‘Extraordinary’ situation declared in more than 70 countries
The World Health Organization said the spreading monkeypox outbreak in more than 70 countries is an “extraordinary” situation that now qualifies as a global emergency, a statement Saturday that could spur further investment in treating the once rare disease and the exacerbating struggles over scarce vaccines.
Although monkeypox has been identified for decades in parts of central and western Africa, it was not known to lead to major outbreaks outside the continent or to spread widely among humans until May, when authorities discovered dozens of epidemics in Europe, northern Africa. America and elsewhere.
Declaring a global emergency means the monkeypox outbreak is an “extraordinary event” that could spread to more countries and require a coordinated global response. The WHO previously declared emergencies for public health crises such as the Covid-19 pandemic, the West African Ebola outbreak in 2014, the Zika virus in Latin America in 2016 and ongoing efforts to eradicate polio.
The emergency declaration mainly serves as a plea to call for more resources and attention worldwide for an outbreak. Previous announcements have had mixed effects, as the UN health organization is largely powerless to push countries into action.
Last month, the WHO’s committee of experts said the global monkeypox outbreak did not yet amount to an international emergency, but the panel met this week to re-evaluate the situation.
More than 16,000 cases of monkeypox have been reported in 74 countries since about May, according to the U.S. Centers for Disease Control and Prevention. To date, monkeypox deaths have only been reported in Africa, where a more dangerous version of the virus is spreading, mainly in Nigeria and Congo.
In Africa, monkeypox mainly spreads to humans from infected wild animals such as rodents, in limited outbreaks that have typically not crossed borders. However, in Europe, North America and elsewhere, monkeypox is spreading among people who have no ties to animals or who have recently traveled to Africa.
WHO’s top monkey pox expert, Dr. Rosamund Lewis, said this week that 99% of all monkey pox cases outside of Africa were in men and 98% were men who have sex with men. Experts suspect that the monkeypox outbreaks in Europe and North America were spread through sex at two raves in Belgium and Spain.
Michael Head, a senior research fellow in global health at Southampton University, said it was surprising that the WHO had not yet declared monkeypox a global emergency, explaining that the conditions had likely been met weeks ago.
Some experts have questioned whether such a statement would help, arguing that the disease isn’t serious enough to merit attention and that rich countries fighting monkey pox already have the money to do so; most people recover without medical attention, although the lesions can be painful.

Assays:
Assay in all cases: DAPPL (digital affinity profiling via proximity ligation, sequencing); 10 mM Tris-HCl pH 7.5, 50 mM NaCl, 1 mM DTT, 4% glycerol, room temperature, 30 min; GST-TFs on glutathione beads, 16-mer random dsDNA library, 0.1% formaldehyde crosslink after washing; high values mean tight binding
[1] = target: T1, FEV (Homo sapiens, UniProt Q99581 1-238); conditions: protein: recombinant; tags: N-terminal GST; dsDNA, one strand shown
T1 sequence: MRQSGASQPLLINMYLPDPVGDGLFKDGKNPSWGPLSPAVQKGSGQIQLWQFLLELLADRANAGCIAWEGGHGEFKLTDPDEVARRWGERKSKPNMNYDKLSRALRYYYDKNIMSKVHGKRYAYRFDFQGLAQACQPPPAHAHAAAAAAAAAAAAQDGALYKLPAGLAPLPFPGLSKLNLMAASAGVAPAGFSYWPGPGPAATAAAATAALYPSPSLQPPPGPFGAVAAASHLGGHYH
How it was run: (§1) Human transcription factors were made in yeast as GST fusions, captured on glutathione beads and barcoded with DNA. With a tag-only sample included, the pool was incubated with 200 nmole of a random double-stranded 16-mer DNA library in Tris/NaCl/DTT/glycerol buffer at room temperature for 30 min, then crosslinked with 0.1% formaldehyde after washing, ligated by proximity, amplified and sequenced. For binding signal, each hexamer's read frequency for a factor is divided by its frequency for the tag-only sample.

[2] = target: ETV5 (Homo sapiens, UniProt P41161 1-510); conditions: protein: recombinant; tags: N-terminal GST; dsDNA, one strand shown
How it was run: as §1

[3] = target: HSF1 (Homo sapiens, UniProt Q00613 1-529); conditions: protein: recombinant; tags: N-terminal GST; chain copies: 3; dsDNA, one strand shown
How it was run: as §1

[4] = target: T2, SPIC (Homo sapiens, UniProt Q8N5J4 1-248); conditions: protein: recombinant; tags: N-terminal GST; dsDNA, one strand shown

“I think it would be better to be proactive and overreact to the problem rather than wait to react when it’s too late,” Head said. in the West and in Africa, where animals are likely the natural reservoir of monkeypox.
In the US, some experts have speculated whether monkey pox is on the brink of becoming an entrenched sexually transmitted disease in the country, such as gonorrhea, herpes and HIV.
“The bottom line is we’ve seen a shift in monkeypox epidemiology where there is now widespread, unexpected transmission,” said Dr. Albert Ko, a professor of public health and epidemiology at Yale University. “There are some genetic mutations in the virus that suggest why that happens, but we need a globally coordinated response to get it under control,” he said.
Ko called for immediate rapid scaling of testing and said that, as in the early days of Covid-19, there were significant gaps in surveillance.
“The cases we are seeing are just the tip of the iceberg,” he said. “The window is probably closed for us to stop the outbreaks in Europe and the US quickly, but it’s not too late to stop monkeypox from wreaking havoc on poorer countries without the resources to deal with it.”
In the US, some experts have speculated that monkeypox could take root there as the latest sexually transmitted disease, with officials estimating 1.5 million men are at high risk of becoming infected.
dr. Placide Mbala, a virologist who heads the global health division of the Congo’s Institute of National Biomedical Research, said he hoped all global efforts to stop monkeypox would be just. While countries like Britain, Canada, Germany and the US have ordered millions of vaccine doses, none have gone to Africa.
“The solution must be global,” Mbala said, adding that any vaccines sent to Africa would be used to target those at greatest risk, such as hunters in rural areas.
“Vaccination in the West may help stop the outbreak there, but there will still be cases in Africa,” he said. “Unless the problem is solved here, the risk to the rest of the world will remain.”